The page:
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 Tuesday, 14 January, 2003, 16:05 GMT
Ex-player elated with decision
Neil Johnson in action
Johnson is happy for the people of Zimbabwe
The embattled people of Zimbabwe and its cricket team are the main beneficiaries of England's decision to honour their World Cup fixture.

That is the view of former Zimbabwe cricketer Neil Johnson, who represented his country in the 1999 tournament.

Johnson was thrilled the ECB ended months of uncertainty over England's possible boycott in opposition to shamed Zimbabwe president Robert Mugabe.

It is wrong to make cricketers a pawn in the political process

Neil Johnson

"It is a magnificent announcement and I am thrilled for the team," Johnson told BBC Sport Online.

"Without cricket they have nothing and that goes for the people, too.

"Zimbabweans want this game to go ahead - it is something for them to hold onto in these very hard times."

Although Zimbabwe captain Heath Streak is of a similar view, there are unnamed players within the team who feel the match should not take place.

Heath Streak
Streak: "It is not fair to drag politics into this"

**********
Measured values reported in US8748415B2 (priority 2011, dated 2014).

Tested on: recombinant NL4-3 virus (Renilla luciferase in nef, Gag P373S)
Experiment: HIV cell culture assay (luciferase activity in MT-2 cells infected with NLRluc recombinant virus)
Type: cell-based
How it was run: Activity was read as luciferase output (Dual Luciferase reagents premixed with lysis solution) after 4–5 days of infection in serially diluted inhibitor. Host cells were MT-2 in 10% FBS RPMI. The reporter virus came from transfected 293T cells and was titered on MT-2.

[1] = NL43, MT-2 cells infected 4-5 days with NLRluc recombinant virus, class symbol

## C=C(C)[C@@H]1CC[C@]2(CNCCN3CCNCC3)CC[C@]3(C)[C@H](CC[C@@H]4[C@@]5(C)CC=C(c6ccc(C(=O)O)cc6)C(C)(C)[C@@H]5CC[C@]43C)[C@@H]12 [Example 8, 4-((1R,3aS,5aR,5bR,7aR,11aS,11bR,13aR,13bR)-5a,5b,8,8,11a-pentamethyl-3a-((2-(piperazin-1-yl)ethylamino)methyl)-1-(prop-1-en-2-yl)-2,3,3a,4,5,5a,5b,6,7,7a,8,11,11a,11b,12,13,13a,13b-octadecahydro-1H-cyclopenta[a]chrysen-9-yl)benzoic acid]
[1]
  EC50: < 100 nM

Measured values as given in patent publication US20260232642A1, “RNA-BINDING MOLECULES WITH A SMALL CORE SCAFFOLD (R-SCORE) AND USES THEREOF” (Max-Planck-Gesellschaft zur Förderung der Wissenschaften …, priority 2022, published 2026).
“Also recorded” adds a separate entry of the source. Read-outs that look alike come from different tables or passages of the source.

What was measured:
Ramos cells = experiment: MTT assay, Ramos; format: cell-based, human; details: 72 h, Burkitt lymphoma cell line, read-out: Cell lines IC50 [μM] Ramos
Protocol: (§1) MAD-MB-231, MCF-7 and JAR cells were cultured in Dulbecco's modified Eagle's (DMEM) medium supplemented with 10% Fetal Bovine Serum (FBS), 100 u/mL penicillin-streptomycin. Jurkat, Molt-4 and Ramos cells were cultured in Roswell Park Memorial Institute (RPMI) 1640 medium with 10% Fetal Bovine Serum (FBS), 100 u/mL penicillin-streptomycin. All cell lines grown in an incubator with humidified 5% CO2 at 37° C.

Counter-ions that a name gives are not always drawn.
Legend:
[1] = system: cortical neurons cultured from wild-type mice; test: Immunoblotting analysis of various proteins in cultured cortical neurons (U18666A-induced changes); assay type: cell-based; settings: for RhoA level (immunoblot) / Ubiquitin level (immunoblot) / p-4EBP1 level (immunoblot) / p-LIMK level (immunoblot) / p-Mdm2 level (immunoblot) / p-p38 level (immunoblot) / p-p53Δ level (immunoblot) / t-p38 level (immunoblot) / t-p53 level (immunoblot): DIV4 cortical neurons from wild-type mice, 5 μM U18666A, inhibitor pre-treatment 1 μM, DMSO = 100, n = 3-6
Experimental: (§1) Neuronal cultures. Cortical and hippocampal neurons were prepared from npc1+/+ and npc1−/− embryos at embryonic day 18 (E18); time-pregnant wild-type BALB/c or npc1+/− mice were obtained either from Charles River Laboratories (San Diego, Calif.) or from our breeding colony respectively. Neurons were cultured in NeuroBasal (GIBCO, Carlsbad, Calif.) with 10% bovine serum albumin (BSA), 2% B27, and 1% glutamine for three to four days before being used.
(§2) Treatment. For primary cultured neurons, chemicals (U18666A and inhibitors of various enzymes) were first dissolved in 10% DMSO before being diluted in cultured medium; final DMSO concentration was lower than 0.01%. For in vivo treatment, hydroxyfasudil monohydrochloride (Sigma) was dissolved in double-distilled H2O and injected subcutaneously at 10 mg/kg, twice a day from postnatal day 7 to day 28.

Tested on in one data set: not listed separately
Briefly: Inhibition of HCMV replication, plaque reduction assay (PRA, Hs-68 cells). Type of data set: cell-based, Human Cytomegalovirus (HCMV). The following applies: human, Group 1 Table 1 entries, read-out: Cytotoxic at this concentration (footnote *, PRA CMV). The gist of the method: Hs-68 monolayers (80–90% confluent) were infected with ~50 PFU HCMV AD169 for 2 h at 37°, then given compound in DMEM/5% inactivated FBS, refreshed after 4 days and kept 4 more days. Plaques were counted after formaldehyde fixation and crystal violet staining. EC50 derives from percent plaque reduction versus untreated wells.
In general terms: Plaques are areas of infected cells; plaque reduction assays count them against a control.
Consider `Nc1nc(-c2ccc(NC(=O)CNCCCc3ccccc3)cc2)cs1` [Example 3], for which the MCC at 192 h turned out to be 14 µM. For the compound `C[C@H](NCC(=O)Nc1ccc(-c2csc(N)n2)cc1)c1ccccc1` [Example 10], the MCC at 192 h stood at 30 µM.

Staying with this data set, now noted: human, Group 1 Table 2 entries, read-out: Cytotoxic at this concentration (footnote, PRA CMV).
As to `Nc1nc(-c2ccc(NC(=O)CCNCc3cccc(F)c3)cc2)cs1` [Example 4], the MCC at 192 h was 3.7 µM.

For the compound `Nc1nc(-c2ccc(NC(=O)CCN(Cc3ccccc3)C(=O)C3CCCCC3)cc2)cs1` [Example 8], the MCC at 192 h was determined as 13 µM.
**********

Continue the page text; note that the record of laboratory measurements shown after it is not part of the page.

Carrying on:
"It's a question of morality. I'm completely against World Cup games being played here," said one of the objectors.

But Johnson said it should not be the business of sport to make decisions based on politics.

"These decisions are not for cricket to make," he said.

"Everyone knows what a terrible situation Zimbabwe is in but it should be left to politicians to make things right, not sport.

"Someone has to make a stand, but I don't think England is in any way condoning Robert Mugabe by consenting to play cricket here."

Johnson said he sympathised with England's cricketers, who had been put under increasing pressure to make individual decisions.

Something like cricket can show us there is light at the end of the tunnel

Neil Johnson

"It is totally wrong to make cricketers a pawn in the political process.

"They are sportsmen and not politicians so to expect them to do something that others should be doing is really unfair.

"I am happy for players of both England and Zimbabwe, but I am really happy for the people.

Johnson played 13 Test matches and 48 one-dayers for Zimbabwe, but retired in 2000 to concentrate on playing first-class cricket in South Africa.

 VOTE RESULTS
Should the England team toe the ECB line?

Yes
 47.13% 

No
 52.87% 

4392 Votes Cast

Results are indicative and may not reflect public opinion
Calls grow for World Cup matches in Zimbabwe to be boycotted

Zimbabwe decision

Background

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